# Surface area from a z-matrix

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I have x, y axis values and corresponding z values. This allows me to plot the shape using surf function. Example:-

How to calculate surface area of this irregular shape?

Please i'm a novice learning this stuff, i have come along quite well since last week or two. Thank you for all your help. The other answers provided before for irregular shapes have me confused, since i don't know how to triangulate.

Additionally i also want to calculate surface area above a certain height. So i'll cut all the values below a certain height and then possibly calculate surface area above a cut-off height.

Edit:

Thanks to inputs by the community and basically whole programme written by Richard. Here's the code.

function sa(Z, cutoff)

%Credit: Richard Brown, MATLAB central forum (http://www.mathworks.com/matlabcentral/answers/)

dx=0.092; % x-axis calibration

dy=0.095; % y-axis calibration

[m, n] = size(Z);

areas = 0.5*sqrt((dx*dy)^2 + (dx*(Z(1:m-1,2:n) - Z(1:m-1,1:n-1))).^2 + ...

(dy*(Z(2:m,1:n-1) - Z(1:m-1,1:n-1))).^2) + ...

0.5*sqrt((dx*dy)^2 + (dx*(Z(1:m-1,2:n) - Z(2:m,2:n))).^2 + ...

(dy*(Z(2:m,1:n-1) - Z(2:m,2:n))).^2);

zMean = 0.25 * (Z(1:m-1,1:n-1) + Z(1:m-1,2:n) + Z(2:m,1:n-1) + Z(2:m,2:n));

areas(zMean <= cutoff) = 0;

surfaceArea = sum(areas(:));

sprintf('Total surface area is %2.4f\n', surfaceArea)

return

end

##### 1 Comment

Richard Brown
on 15 Jul 2013

Edited: Richard Brown
on 15 Jul 2013

### Accepted Answer

Richard Brown
on 16 Apr 2012

Edited: Richard Brown
on 15 Jul 2013

OK, well how about splitting each quadrilateral into two triangles, and just summing up the areas? I'm sorry there's no way I can make this look pleasant, but ...

[m, n] = size(Z);

areas = 0.5*sqrt((dx*dy)^2 + (dy*(Z(1:m-1,2:n) - Z(1:m-1,1:n-1))).^2 + ...

(dx*(Z(2:m,1:n-1 - Z(1:m-1,1:n-1)))).^2) + ...

0.5*sqrt((dx*dy)^2 + (dx*(Z(1:m-1,2:n) - Z(2:m,2:n))).^2 + ...

(dy*(Z(2:m,1:n-1) - Z(2:m,2:n))).^2)

surfaceArea = sum(areas(:))

edit: Jul 15, 2013 There was a mistake, and dx and dy were backwards in the first two lines of the code. The code has been corrected now.

##### 3 Comments

Richard Brown
on 16 Apr 2012

For each of the areas in the 'areas' array, you could work out the mean Z value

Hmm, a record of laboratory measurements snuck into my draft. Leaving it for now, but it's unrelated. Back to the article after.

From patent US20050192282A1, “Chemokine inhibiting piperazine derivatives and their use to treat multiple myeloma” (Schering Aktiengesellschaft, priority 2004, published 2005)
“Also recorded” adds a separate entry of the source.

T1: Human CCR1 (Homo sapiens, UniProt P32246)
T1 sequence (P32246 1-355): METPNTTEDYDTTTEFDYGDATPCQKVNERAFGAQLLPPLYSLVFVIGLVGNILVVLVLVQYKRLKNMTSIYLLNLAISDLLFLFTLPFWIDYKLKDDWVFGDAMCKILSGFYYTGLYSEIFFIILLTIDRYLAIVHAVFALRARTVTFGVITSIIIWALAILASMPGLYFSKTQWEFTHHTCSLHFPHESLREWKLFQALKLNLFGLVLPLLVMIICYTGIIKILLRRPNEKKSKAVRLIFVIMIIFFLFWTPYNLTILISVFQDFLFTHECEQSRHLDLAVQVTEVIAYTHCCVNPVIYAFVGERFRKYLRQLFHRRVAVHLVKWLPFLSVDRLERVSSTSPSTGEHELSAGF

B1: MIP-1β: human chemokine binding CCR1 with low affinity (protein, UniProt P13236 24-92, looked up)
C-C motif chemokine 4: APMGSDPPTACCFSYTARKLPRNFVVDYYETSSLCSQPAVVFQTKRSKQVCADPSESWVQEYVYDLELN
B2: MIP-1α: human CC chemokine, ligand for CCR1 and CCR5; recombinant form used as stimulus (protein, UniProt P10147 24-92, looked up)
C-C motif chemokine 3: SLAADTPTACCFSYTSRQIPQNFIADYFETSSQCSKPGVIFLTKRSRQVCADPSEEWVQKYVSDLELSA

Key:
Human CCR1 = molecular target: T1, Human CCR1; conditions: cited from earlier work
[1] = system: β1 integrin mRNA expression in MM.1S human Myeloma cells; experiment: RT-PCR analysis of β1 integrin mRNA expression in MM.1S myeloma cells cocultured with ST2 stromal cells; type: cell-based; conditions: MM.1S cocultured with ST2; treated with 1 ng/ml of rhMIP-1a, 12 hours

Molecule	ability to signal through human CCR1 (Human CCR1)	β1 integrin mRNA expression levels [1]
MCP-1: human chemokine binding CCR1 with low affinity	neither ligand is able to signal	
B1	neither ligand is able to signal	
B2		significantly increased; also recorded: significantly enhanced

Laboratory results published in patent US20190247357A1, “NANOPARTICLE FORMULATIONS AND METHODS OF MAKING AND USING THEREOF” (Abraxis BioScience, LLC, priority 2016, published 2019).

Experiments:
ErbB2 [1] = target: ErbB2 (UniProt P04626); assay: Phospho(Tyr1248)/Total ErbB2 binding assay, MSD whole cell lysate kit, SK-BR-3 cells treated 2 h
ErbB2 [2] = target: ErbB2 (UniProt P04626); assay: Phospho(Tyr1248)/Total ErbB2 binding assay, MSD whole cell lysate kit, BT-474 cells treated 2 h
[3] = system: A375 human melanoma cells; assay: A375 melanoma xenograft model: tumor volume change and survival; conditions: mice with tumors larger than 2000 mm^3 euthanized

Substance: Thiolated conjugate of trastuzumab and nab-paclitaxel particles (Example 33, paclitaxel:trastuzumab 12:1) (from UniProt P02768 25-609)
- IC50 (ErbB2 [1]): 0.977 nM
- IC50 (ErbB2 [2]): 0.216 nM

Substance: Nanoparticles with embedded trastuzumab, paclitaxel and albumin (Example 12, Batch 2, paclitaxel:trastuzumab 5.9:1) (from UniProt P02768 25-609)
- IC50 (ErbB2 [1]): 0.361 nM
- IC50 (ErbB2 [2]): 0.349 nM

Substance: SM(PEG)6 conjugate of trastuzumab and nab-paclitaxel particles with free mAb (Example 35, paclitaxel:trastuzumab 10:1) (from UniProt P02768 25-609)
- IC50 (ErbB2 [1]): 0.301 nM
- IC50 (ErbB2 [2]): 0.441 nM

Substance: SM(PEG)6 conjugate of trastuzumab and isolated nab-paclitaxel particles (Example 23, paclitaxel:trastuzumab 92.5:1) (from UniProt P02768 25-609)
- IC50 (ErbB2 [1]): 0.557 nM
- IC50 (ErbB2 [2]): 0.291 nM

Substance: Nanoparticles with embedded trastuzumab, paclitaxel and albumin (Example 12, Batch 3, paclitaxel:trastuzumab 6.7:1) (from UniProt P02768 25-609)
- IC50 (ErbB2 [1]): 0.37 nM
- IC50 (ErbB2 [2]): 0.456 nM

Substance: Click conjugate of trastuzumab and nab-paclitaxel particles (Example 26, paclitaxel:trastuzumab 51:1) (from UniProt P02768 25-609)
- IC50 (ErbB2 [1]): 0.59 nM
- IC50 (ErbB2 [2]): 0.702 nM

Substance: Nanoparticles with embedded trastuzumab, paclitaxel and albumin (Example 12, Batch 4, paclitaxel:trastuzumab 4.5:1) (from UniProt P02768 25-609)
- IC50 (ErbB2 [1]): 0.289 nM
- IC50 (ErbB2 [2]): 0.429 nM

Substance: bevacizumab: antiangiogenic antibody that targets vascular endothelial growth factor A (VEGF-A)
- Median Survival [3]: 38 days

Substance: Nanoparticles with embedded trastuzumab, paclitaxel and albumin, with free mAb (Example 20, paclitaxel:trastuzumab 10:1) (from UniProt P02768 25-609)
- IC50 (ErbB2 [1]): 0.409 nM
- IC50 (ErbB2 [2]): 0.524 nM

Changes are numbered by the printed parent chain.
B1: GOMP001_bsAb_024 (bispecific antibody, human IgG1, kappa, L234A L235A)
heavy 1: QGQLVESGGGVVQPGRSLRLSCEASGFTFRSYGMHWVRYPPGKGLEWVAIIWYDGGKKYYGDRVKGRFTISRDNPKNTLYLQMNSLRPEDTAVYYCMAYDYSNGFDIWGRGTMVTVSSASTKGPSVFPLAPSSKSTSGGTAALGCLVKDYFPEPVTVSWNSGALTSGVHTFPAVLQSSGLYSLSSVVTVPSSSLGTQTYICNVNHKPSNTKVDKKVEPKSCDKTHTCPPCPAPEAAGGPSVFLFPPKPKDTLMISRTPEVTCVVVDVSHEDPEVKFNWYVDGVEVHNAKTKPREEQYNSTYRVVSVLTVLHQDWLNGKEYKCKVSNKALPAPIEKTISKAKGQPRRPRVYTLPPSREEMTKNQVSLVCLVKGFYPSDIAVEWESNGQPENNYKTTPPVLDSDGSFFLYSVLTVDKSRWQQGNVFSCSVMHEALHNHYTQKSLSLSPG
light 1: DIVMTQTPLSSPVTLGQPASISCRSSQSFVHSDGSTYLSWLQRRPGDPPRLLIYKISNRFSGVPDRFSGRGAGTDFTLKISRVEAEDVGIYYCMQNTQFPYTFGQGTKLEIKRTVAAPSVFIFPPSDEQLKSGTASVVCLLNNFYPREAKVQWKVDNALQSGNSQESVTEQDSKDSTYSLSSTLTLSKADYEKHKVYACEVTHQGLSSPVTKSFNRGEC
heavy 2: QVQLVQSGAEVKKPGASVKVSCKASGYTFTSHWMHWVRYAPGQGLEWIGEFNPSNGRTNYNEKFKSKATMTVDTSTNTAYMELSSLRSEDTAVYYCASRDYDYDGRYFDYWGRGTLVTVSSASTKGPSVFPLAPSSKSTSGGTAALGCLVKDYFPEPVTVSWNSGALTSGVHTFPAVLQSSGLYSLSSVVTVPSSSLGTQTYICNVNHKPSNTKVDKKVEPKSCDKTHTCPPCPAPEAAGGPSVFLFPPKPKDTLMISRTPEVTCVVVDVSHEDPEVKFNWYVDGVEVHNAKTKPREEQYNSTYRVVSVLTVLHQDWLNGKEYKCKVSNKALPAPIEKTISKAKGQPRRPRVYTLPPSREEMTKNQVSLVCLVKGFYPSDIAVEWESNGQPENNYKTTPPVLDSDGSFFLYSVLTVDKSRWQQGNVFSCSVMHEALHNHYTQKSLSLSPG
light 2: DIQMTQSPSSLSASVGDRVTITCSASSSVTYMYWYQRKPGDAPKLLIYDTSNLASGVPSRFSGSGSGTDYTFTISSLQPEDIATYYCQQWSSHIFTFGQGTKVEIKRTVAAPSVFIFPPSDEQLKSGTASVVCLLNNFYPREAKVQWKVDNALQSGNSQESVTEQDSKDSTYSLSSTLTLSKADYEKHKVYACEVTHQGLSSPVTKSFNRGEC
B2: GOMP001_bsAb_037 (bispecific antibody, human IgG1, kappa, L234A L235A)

zMean = 0.25 * (Z(1:m-1,1:n-1) + Z(1:m-1,2:n) + Z(2:m,1:n-1) + Z(2:m,2:n))

and then

areas(zMean > cutoff) = 0;

surfaceArea = sum(areas(:));

It's a bit sloppy - you should probably do this for the individual triangles, but it will certainly give you a reasonable approximation

### More Answers (3)

Walter Roberson
on 15 Apr 2012

I do not know if you will be able to calculate the surface area of the regular shape interspersed with the irregular tops. When I look at the image with the irregular tops, it looks to me as if the tops are fairly irregular, possibly even fractal. I don't know if a meaningful surface area could be calculated: the surface area of a fractal is infinite.

For the first figure, I can think of a crude way to find the area, but I think there are simpler ways. I would need to think further about good ways to find the area. But to cross-check: are your x and y regularly spaced, or irregularly ?

Richard Brown
on 16 Apr 2012

If your data is smooth enough (assuming that's what you're after), then there is a really quick way to work out approximately the surface area, using the normals that Matlab computes when plotting the surface. To make it simple I'll assume you have a uniform grid with spacings dx and dy.

dA = dx * dy;

h = surf( ... )

N = get(h, 'VertexNormals');

N_z = squeeze(N(:, :, 3));

% Normalise it

N_z = N_z ./ sqrt(sum(N.^2, 3));

Area = dA * sum(1./N_z(:));

##### 3 Comments

Richard Brown
on 16 Apr 2012

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